This means that basically if I am not sleeping, eating, doing the things that happen surrounding the eating of food, taking care of the chickens or scrubbing half of my yard off my skin, I am either digging, pulling, planting or otherwise engaged in the garden. Unless it rains. A LOT. As in, yesterday evening I stopped planting stuff because the lightning actually came close enough to scare the hubbin and he came out and yelled at me.
The reason for this seemingly inordinate amount of work is the layout of our garden. Not big enough to use farm equipment (not that we would or could afford to), but big enough that planting one of our 37 defined beds takes about a days worth of time. Hand weeding, broad forking, raking, soil amendment, seeding out or planting seedlings, then in some cases mulching and trying to keep the weeds and pests down continually, and sometimes re-seeding when something flubs. It's the decision we made to trade our time and labour for money we do not spend on motorized tools (does that make my salads handmade and artisan? YOU BET!)
|Peas and Garlic a few weeks ago *|
Nothing tastes quite like that.
And frankly, yes, it's a bit of work, but it's being done after the day job is over and by about end of May it's basically going to be a waiting game as things grow and do their thing. Weeding, squishing bugs and occasional watering will be all we have to do between end of May and beginning of August, the time we lovingly call 'benign neglect season', which is a needed recovery period before what is known as "OH DEAR G-D, why is everything ripe all at once", accompanied by frantic cutting and canning and dehydrating and freezing and lacto fermenting and eating things while they are still warm from the sun and generally reveling in the glory that is a productive garden, while at the same time replacing the spent summer crop with the fall plantings for the next round.
It's an incredible feeling as case after case of canning jars are filled with produce grown right here, by us, knowing that we will eat this well into the next year, until the garden produces again. Being able to re-connect to this cycle of nature has been more than a learning experience, it's been a healing journey.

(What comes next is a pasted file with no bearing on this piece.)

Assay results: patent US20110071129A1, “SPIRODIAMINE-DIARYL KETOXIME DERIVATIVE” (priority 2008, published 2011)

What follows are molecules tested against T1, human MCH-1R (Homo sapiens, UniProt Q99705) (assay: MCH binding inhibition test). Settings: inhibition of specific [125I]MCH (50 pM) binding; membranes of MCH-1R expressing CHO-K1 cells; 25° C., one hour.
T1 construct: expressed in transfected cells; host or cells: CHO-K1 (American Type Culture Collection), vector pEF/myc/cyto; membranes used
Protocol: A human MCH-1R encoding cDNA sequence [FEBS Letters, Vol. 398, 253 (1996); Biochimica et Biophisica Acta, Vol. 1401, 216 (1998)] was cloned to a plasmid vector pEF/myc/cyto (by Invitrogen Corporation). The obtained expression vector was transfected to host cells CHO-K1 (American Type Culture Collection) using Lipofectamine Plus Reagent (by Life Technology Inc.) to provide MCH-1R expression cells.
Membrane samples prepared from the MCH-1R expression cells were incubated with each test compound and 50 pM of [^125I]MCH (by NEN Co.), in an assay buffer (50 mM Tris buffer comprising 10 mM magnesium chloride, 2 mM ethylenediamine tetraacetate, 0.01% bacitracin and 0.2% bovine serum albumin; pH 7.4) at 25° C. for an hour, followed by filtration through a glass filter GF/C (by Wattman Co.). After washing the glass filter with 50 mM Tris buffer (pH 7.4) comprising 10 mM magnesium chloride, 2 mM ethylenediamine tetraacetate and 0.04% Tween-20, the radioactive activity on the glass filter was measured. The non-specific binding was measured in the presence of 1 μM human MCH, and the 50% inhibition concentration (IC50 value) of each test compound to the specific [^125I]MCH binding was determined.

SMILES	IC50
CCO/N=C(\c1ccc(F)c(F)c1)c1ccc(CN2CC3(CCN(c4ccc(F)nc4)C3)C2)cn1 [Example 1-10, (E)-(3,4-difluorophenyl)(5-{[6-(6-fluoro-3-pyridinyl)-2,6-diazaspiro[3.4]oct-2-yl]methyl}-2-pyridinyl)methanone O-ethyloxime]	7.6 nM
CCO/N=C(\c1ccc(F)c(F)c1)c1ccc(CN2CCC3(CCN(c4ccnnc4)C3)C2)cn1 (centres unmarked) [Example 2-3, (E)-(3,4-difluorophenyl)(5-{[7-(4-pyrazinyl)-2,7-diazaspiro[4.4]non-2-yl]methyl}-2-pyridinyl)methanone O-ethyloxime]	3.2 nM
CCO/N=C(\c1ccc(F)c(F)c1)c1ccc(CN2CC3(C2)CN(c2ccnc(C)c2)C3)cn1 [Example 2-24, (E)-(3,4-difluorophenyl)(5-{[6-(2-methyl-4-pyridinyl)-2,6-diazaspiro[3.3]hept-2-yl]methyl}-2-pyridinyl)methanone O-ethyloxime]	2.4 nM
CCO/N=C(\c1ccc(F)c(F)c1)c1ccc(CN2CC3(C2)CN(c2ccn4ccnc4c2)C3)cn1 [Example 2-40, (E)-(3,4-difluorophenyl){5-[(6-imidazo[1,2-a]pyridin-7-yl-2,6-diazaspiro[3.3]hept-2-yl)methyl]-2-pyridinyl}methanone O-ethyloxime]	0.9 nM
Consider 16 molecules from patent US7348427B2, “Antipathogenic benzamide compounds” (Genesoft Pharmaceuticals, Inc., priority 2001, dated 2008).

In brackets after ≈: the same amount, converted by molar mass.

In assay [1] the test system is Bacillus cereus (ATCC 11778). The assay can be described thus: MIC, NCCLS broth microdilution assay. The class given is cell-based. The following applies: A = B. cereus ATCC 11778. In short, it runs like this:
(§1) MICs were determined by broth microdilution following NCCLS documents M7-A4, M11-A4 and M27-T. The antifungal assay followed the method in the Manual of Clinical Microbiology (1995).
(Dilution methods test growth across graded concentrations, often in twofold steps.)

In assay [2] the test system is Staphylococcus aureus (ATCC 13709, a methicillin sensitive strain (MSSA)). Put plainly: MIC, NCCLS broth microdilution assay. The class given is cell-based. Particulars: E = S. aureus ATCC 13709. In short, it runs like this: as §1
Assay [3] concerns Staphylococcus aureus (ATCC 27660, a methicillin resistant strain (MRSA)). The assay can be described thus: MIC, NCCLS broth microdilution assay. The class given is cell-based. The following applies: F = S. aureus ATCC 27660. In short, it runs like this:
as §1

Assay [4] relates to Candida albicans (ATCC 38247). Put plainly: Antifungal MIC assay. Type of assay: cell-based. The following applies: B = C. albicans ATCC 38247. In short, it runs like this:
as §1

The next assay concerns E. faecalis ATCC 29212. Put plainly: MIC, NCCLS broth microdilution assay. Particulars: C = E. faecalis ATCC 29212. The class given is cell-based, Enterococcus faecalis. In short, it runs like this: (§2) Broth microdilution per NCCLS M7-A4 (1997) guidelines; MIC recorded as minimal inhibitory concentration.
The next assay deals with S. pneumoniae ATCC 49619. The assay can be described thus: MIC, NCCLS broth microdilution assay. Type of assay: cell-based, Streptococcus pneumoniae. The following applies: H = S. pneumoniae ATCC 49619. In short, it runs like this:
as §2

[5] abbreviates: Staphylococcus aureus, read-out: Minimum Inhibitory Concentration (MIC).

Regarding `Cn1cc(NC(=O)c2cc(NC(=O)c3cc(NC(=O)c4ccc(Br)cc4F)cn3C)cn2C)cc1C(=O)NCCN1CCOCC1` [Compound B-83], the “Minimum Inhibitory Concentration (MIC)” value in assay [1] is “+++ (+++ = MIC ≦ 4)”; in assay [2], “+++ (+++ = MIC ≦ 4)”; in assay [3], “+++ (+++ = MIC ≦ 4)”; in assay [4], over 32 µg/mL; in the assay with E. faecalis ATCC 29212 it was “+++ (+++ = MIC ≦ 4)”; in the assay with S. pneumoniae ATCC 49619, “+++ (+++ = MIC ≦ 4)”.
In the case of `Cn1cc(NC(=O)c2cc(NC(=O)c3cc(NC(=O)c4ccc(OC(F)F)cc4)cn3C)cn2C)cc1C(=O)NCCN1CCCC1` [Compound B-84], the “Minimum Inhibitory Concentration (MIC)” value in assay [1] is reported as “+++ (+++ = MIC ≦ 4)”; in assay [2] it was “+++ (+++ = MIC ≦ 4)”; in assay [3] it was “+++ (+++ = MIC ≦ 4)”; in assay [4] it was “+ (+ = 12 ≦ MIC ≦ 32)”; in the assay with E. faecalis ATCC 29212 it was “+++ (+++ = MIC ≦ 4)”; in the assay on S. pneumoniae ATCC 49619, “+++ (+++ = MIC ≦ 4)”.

Because 6 years ago I killed mint. Forget about keeping a tomato plant alive. I am now on my 4th generation of one particular variety of tomatoes here, saved seeds and cloned cuttings and all :) And if I can do that, so can you. It helps to remember that plants want to grow and basically know what they are doing, so let them. And now, when I look at a seed, I no longer see an adversary to be conquered, I see a tiny little miracle, all the ingredients for a giant, green, lush plant contained in something the size of a pin head, an ally in our quest to be self-sufficient and healthy.
And on a sadder note: Sorry little strawberry seedlings. I left you out in the rain and most of you drowned. I'll try to do better by your follow-up crew.
That's another part I finally understood: when something dies in its little plant infancy, that's not a failure or a disaster (unless it was the last bit of seed of one variety and I now have to buy more to start over, that I tread like a majour catastrophy, talk about white whine), not every seed survives in nature to become a plant and reproduce in turn, that's why plants produce hundreds and thousands of seeds every year. One tray of strawberry seedlings didn't make it. I'll seed out another one and go from there. There will be strawberries, even if it's not this year :D
That's all I have for now,
*Yes, that's twigs for the peas to climb on (FREE and we can burn it when we're done) and that's a whole mess of dandelions dotting the grass next to it. No harmful chemicals at Pinch Manor, so we have a colourful yard with wild violets, dandelions, some as yet unidentified white flower that creates a simply stunning white carpet effect for about a week in spring, red, white, purple and pink clover (I'd love to find some blue clover, but alas not yet), and clumps of chives throughout the grass. No green, poisoned and poisonous desert here.